joint cavity

The articular cavity or space enclosed by the synovial membrane and articular cartilages. It contains synovial fluid. Synonym: joint space

laryngeal cavity

The hollow inside the larynx from its inlet at the laryngopharynx to the beginning of the trachea. It has three segments (from top to bottom): vestibule of the larynx, ventricle of the larynx, infraglottic cavity.

lesser peritoneal cavity

Omental bursa.

medullary cavity

The marrow-filled space in a bone.

nasal cavity

One of two cavities between the floor of the cranium and the roof of the mouth, opening to the nose anteriorly and the nasopharynx posteriorly. Its lining of ciliated epithelium warms and moistens inhaled air, and traps dust and pathogens on mucus that are then swept toward the pharynx. The nasal septum (ethmoid and vomer) separates the nasal cavities, and the olfactory receptors are in the upper part of each cavity. The paranasal sinuses (frontal, maxillary, sphenoidal, and ethmoidal) open into the meatus below the conchae. The orifices of the frontal, anterior ethmoidal, and maxillary sinuses are in the middle meatus. The orifices of the posterior ethmoidal and sphenoidal sinuses are in the superior meatus. The nasal mucosa is highly vascular; blood is supplied by the maxillary arteries from the external carotid arteries and by the ethmoidal arteries from the internal carotid arteries.

oral cavity

The space inside the teeth and gums that is filled by the tongue when the mouth is closed and relaxed.
Synonym: buccal cavity

pelvic cavity

The bony hollow formed by the innominate bones, the sacrum, and the coccyx. The major pelvic cavity lies between the iliac fossae and above the iliopectineal lines. The minor pelvic cavity lies below the iliopectineal lines. See: pelvis

pericardial cavity

The potential space between the epicardium (visceral pericardium) and the parietal pericardium.
See: pericardia friction rub; pericarditis

peritoneal cavity

The potential space between the parietal peritoneum, which lines the abdominal wall, and the visceral peritoneum, which forms the surface layer of the visceral organs. It contains serous fluid.

pleural cavity

The potential space between the parietal pleura that lines the thoracic cavity and the visceral pleura that covers the lungs. It contains serous fluid that prevents friction.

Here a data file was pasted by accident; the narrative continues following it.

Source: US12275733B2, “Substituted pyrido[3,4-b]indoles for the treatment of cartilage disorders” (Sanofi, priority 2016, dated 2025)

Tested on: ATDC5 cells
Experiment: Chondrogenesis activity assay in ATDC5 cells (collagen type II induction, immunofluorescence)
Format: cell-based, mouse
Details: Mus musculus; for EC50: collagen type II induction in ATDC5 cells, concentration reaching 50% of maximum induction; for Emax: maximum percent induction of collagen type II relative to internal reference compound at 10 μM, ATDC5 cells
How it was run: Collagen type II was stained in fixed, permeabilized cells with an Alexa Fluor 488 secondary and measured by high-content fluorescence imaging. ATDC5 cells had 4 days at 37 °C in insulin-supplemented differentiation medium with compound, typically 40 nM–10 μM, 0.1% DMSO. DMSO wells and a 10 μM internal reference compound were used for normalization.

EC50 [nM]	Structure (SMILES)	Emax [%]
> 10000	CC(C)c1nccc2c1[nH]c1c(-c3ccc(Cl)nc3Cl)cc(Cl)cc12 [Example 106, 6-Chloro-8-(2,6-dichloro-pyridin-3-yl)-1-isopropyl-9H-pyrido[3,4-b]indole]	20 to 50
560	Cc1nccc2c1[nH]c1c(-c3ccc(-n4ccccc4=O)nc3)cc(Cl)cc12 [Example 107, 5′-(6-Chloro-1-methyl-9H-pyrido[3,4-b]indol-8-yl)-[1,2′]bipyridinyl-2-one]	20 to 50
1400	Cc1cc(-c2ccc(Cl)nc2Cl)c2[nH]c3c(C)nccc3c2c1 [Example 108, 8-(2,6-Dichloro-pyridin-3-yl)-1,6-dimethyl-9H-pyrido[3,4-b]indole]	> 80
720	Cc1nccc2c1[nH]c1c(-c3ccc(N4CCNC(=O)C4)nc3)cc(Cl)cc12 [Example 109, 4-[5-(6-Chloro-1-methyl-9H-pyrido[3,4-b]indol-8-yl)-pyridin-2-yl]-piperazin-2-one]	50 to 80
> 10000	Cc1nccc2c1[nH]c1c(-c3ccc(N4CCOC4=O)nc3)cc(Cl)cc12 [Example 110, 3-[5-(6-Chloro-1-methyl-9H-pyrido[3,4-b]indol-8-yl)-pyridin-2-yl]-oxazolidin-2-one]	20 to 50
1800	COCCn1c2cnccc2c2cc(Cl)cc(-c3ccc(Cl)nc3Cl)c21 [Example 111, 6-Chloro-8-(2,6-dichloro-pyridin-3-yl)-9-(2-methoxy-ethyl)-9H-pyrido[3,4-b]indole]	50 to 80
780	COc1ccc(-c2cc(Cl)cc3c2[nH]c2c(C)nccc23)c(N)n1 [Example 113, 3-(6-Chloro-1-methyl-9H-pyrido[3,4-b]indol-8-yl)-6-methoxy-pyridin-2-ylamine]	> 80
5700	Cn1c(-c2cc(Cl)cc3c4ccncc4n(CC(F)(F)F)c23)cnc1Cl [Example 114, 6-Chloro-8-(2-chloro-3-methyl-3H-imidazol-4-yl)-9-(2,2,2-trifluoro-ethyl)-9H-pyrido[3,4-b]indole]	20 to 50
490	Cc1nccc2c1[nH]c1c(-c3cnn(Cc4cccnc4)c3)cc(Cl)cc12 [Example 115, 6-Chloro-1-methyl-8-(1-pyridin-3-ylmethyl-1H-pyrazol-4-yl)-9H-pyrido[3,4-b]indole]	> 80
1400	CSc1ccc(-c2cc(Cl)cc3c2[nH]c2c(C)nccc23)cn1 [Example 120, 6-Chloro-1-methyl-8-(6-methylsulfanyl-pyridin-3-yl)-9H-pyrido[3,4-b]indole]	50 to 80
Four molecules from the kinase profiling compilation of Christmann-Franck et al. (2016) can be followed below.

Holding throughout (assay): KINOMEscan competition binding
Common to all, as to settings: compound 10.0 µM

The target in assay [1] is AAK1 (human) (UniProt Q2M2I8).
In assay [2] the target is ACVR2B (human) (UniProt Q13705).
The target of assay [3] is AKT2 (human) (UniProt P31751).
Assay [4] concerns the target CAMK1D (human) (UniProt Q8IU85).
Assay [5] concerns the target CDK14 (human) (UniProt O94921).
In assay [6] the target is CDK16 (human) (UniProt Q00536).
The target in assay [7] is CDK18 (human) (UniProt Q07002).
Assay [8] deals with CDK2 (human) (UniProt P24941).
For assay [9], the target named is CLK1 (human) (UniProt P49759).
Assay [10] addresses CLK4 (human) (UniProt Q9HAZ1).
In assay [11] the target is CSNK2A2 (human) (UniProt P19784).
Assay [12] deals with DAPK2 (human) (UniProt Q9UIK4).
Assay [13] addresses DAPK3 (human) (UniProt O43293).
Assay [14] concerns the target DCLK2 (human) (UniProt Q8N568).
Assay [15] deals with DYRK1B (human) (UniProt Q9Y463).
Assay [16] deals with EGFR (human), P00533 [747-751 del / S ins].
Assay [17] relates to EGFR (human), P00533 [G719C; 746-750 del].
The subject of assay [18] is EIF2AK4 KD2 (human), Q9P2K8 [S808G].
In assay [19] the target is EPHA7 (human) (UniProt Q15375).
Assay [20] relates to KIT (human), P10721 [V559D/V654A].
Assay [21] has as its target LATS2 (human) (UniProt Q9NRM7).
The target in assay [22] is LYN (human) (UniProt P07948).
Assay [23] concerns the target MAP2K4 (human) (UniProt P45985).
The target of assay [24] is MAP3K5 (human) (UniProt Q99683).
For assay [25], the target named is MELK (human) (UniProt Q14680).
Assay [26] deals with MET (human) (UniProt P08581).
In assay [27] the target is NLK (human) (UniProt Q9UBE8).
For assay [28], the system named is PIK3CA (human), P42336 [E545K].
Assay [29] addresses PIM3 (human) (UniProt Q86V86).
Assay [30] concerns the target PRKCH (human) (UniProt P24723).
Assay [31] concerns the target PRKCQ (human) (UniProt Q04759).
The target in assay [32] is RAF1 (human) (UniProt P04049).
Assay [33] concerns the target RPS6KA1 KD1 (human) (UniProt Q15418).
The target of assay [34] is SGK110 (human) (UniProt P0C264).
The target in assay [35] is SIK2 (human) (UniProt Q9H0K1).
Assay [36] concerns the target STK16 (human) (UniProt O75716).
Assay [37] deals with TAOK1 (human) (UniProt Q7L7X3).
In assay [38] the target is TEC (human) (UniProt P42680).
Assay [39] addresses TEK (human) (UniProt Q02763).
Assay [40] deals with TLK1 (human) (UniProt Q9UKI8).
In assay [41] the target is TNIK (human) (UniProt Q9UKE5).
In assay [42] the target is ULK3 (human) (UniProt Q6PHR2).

pleuroperitoneal cavity

The ventral body cavity.
See: body cavity for illus.; coelom

pulp cavity

The cavity in a tooth containing blood vessels and nerve endings.

resonating cavities

The anatomic intensifiers of the human voice, including the upper portion of the larynx, pharynx, nasal cavity, paranasal sinuses, and oral cavity.

Rosenmüller cavity

See: Rosenmüller, Johann Christian

serous cavity

The space between two layers of serous membrane (e.g., the pleural, pericardial, and peritoneal cavities).

spinal cavity

The cavity that contains the spinal cord. See: body cavity for illus.

splanchnic cavity

Any of the cavities of the body, such as the cranial, thoracic, and abdominal cavities, that contain important organs.
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THORACIC CAVITY

thoracic cavity

The part of the ventral cavity above the diaphragm, the domed muscle that separates it from the abdominal cavity; it is enclosed by the chest wall. The thoracic viscera include the pleural membranes that surround the lungs, the mediastinum between the lungs, which contains the heart and pericardial membranes, the thoracic aorta, pulmonary artery and veins, vena cavae, thymus gland, lymph nodes, trachea, bronchi, esophagus, and thoracic duct. See: illustration

tympanic cavity

Middle ear.

uterine cavity

The hollow space inside the body of the uterus.

ventral cavity

The body cavity composed of the thoracic, abdominal, and pelvic cavities. See: body cavity for illus.

visceral cavity

The body cavity containing the viscera (i.e., the thorax, abdomen, and pelvis).

Cavity

A hole or weak spot in the tooth surface caused by decay.

cav·i·ty

(kav'i-tē)
1. A hollow space; hole.
2. Lay term for the loss of tooth structure resulting from dental caries.
Synonym(s): cavitas.
[L. cavus, hollow]

Patient discussion about cavity

Q. What are the effects of alcoholism on the oral cavity? I have to make a presentation on this topic, and I would like to know what are the main pathological effects of chronic alcoholism on the oral cavity, I know that it is a carcinogen, but it mainly acts as a promoter, is there any cancer that is caused by alcohol abuse?

A. alcohol can interact harmfully with several medications commonly used in dental treatment. Alcohol intensifies the depressant effect of barbituates and tranquilizers creating a higher risk of deep sedation and unconsciousness. Following treatment, the ability to drive may be impaired. Medications used to control high blood pressure and angina have a dilating effect on the blood vessels which is intensified by alcohol.

The result is a higher likelihood of low blood pressure and fainting. Even the action of aspirin is intensified by alcohol, causing excessive bleeding by disrupting clot formation

Q. what happens if a dentist fills a cavity with some caries left on the tooth? the cavity was deep ,close to the nerve. Didn’t make nerve exposure.?

A. If it wasn’t removed properly – you will have what they call – “recurrent cries”. It’ll continue growing without you seeing it until you’ll come back to the dentist again because of the pain. I suggest you’ll save the pain part and go now.

Q. what happens if a dentist fills a cavity with some caries left on the tooth? the cavity was deep ,close to the nerve. Didn’t make nerve exposure.?

A. If that is so, then you will need to have him remove all the decay, the refill. If it is too close to the nerves then they may have to do a root canal. That means take out the filling, the tooth pulp and fill it up.

More discussions about cavity